Flashcards in Viruses and Prions Deck (161)
What is a Tzanck test?
a smear of an opened skin vesicle to detect multinucleated giant cells (seen in HSV-1, HSV-2, VSV)
What is the major reservoir for small pox virus?
no reservoir known since eradication in 1979, except lab samples
What lab findings are useful to help diagnose hepatitis A? (3)
serum IgM rises in early stage; serum IgG levels rise and remain elevated for life; serum liver enzymes dramatically elevated.
HIV infected patients become symptomatic _____ years after exposure.
Prions: multiple choice: Prions are
a) infectious proteins only
b) infectious RNA
c) infectious DNA
d) infectious proteins occasionally mixed with nucleic acids
a) infectious proteins
How do you test for mononucleosis?
heterophil antibody test (aka 'monospot')
Name the diseases caused by VZV. (3)
varicella-zoster (shingles), encephalitis, pneumonia
What is the mode of transmission for hepatitis C?
blood (IV drug users)
What structural similarity is shared by herpesviruses, HBV, and smallpox virus?
they are DNA enveloped viruses
Rabies is caused by which viral family?
Name three naked DNA viruses (no envelope).
parvo, adeno, and papilloma
HIV is diagnosed by _____ and confirmed with _______.
ELISA; western blot
What are the clinical manifestations of hepatitis C? (5)
chronic hepatitis-nausea, malaise, fever, arthralgia, fatigue, tendency for only 25% to develop jaundice
How is measles virus (rubeola) transmitted?
How is rotavirus transmitted?
Which single stranded linear DNA virus is responsible for slapped cheeks rash in children?
Recent hepatitis B infection. Which Ab would display positive serology?
HBsAb and HBcAb (positive during window period)
Name the routes of transmission for EBV. (2)
respiratory secretions. saliva
What are the clinical manifestations of cytomegalovirus? (3)
cytomegalic inclusion disease-congenital abnormalities, liver and brain damage, abortion, still births. Infection may be assymptomatic. CMV mononucleosis, CMV hepatitis-acute fever with signs of hepatitis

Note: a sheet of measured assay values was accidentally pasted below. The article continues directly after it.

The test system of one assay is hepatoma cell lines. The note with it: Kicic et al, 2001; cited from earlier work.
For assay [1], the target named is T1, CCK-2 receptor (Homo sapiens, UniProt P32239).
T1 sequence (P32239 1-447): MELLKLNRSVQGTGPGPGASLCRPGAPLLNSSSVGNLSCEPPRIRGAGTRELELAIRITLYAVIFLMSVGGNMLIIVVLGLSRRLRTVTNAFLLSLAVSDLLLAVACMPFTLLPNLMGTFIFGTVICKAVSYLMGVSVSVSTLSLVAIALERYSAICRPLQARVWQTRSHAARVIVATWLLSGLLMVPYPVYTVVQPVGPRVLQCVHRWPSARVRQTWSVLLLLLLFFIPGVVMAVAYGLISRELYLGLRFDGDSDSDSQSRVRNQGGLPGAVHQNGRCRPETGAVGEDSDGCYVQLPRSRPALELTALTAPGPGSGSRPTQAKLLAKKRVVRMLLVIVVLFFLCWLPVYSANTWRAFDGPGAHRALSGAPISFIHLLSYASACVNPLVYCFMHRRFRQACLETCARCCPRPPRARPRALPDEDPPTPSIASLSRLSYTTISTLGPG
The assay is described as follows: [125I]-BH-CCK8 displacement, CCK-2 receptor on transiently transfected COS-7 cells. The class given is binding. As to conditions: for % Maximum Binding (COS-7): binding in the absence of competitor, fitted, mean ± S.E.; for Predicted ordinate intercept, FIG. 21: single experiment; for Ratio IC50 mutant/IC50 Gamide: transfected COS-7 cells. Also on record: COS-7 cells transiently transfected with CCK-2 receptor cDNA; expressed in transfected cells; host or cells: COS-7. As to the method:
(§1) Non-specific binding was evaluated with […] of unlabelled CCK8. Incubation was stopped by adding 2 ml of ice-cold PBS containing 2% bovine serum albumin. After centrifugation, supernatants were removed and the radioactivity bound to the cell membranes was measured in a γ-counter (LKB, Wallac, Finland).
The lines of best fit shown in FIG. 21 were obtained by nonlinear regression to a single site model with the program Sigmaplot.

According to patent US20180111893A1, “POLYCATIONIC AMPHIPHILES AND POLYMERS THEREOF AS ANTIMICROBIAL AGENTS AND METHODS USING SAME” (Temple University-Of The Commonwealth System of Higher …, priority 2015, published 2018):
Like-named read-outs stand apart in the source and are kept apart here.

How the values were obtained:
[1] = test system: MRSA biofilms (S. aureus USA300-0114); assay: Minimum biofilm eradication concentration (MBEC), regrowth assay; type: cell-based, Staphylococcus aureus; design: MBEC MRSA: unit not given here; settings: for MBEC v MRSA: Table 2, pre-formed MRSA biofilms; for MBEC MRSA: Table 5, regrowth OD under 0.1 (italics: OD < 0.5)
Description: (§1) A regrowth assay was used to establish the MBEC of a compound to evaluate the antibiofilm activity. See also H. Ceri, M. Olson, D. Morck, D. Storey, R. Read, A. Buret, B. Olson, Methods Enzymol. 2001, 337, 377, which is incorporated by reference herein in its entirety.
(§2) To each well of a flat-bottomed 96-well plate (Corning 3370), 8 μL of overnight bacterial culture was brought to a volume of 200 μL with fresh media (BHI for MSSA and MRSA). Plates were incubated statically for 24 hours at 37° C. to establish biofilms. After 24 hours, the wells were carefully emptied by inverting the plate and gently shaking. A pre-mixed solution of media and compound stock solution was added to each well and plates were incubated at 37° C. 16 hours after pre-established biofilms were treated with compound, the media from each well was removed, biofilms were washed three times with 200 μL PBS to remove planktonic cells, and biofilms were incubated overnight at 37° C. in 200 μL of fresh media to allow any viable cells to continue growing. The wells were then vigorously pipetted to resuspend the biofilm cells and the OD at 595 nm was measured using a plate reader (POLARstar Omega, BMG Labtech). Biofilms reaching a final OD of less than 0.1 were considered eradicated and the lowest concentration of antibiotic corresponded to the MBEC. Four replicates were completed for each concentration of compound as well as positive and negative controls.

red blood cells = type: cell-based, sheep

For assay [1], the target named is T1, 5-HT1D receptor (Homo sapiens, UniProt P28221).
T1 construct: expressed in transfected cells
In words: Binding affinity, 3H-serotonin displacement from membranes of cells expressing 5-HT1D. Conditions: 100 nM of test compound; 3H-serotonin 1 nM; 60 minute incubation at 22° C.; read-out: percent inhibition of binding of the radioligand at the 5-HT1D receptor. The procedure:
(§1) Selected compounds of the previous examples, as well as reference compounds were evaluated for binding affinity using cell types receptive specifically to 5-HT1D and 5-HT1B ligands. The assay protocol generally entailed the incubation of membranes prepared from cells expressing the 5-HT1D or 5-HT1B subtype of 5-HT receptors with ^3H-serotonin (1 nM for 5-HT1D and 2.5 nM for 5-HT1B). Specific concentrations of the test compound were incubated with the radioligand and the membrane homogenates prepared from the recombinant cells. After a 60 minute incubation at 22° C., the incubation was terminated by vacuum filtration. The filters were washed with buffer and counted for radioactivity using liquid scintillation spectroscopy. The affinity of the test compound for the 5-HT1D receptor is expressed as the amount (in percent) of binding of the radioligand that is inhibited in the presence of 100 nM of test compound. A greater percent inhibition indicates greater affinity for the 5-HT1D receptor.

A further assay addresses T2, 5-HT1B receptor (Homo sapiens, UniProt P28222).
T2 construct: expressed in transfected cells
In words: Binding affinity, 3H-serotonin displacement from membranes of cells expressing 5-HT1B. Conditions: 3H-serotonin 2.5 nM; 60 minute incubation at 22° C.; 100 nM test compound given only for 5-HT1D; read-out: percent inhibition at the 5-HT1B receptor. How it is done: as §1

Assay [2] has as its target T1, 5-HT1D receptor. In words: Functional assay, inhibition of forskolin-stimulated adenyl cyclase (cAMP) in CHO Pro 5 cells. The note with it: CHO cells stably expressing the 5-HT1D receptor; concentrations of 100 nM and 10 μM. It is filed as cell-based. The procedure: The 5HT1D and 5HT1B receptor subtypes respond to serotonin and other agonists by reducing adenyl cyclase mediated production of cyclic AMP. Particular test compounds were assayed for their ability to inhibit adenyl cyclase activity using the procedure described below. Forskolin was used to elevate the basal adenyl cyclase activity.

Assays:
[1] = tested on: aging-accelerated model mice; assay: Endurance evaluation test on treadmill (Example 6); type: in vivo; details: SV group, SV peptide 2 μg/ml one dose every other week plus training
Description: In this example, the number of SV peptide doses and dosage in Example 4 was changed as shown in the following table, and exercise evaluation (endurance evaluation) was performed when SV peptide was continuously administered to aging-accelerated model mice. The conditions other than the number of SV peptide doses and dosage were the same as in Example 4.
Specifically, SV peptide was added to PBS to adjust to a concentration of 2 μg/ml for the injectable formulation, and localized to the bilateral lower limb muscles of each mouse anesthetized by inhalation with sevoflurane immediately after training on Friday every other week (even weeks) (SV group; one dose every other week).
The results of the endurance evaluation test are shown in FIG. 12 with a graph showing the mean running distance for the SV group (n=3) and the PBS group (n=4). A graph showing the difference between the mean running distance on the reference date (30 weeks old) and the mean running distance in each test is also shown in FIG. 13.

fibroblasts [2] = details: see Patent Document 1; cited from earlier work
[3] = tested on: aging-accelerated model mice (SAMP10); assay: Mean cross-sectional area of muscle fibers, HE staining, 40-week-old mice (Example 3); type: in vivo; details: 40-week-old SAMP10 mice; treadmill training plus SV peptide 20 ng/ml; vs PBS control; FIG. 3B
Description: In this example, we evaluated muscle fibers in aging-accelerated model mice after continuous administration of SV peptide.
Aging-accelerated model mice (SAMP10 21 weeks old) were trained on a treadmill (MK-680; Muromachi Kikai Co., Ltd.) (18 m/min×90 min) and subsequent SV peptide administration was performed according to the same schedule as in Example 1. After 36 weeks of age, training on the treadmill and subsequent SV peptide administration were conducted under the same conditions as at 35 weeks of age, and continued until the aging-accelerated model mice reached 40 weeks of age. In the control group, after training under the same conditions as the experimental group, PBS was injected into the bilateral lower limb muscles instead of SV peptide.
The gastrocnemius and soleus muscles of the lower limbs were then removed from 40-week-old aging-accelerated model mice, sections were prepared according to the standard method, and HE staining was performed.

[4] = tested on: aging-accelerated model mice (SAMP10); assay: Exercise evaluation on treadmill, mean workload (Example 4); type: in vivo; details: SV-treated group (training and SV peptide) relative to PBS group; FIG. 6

Describe the clinical presentation of human herpes virus-6 infection. (4)
roseola infantum-(ages 6 months to 4 years) sudden high fever (seizures rare) followed by faint macular rash 3-5 days later with slapped cheek appearance. Self limiting.
What lab findings are useful to help diagnose human papilloma virus?
diagnosis is clinical, but pap smears used to monitor changes to cervix.
What is the morphology of advenovirus?
dNA non-enveloped virus with Icosahedral nucleocapsid
RNA viruses: Which single stranded linear, nonsegmented RNA virus family is responsible for measles, mumps, and croup?
Describe the clinical course of hepatitis infection. (3)
acute hepatitis-3-4 weeks incubation followed by fever, nausea, jaundice dark urine and clay coloured not become a chronic carrier
What is the morphology of molluscipoxvirus?
large DNA virus, enveloped
How is rabies virus transmitted?
bite from any infected animal (bats more common than dogs)
Name the routes of transmission for HSV-1. (2)
respiratory secretions and saliva
What is the morphology of prions?
non viral glycoprotein 5nm in diameter
Describe the clinical course of measles. (6)
measles-7-14 day incubation followed by cough, coryza, conjunctivitis for 2-4 days followed by Koplik's spots (bright red lesions with white centre), followed by maculopapular rash with photophobia, pruritis